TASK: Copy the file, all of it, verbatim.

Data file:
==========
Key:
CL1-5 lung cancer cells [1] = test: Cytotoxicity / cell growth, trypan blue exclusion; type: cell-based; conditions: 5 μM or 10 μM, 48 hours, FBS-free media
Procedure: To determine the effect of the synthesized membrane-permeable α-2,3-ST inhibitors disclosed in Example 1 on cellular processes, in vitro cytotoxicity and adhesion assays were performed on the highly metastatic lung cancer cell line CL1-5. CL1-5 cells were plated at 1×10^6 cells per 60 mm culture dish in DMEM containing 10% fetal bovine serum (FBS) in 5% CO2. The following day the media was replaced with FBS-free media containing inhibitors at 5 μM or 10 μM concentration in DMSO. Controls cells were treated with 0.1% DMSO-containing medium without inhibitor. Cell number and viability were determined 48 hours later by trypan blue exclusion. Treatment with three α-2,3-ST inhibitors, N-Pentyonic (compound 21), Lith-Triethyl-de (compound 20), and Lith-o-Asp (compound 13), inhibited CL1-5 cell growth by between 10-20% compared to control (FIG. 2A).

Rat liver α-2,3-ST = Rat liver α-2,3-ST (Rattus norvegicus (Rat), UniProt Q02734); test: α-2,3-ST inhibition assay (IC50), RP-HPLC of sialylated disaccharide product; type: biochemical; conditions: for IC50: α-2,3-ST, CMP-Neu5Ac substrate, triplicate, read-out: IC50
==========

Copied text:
Key:
CL1-5 lung cancer cells [1] = test: Cytotoxicity / cell growth, trypan blue exclusion; type: cell-based; conditions: 5 μM or 10 μM, 48 hours, FBS-free media
Procedure: To determine the effect of the synthesized membrane-permeable α-2,3-ST inhibitors disclosed in Example 1 on cellular processes, in vitro cytotoxicity and adhesion assays were performed on the highly metastatic lung cancer cell line CL1-5. CL1-5 cells were plated at 1×10^6 cells per 60 mm culture dish in DMEM containing 10% fetal bovine serum (FBS) in 5% CO2. The following day the media was replaced with FBS-free media containing inhibitors at 5 μM or 10 μM concentration in DMSO. Controls cells were treated with 0.1% DMSO-containing medium without inhibitor. Cell number and viability were determined 48 hours later by trypan blue exclusion. Treatment with three α-2,3-ST inhibitors, N-Pentyonic (compound 21), Lith-Triethyl-de (compound 20), and Lith-o-Asp (compound 13), inhibited CL1-5 cell growth by between 10-20% compared to control (FIG. 2A).

Rat liver α-2,3-ST = Rat liver α-2,3-ST (Rattus norvegicus (Rat), UniProt Q02734); test: α-2,3-ST inhibition assay (IC50), RP-HPLC of sialylated disaccharide product; type: biochemical; conditions: for IC50: α-2,3-ST, CMP-Neu5Ac substrate, triplicate, read-out: IC50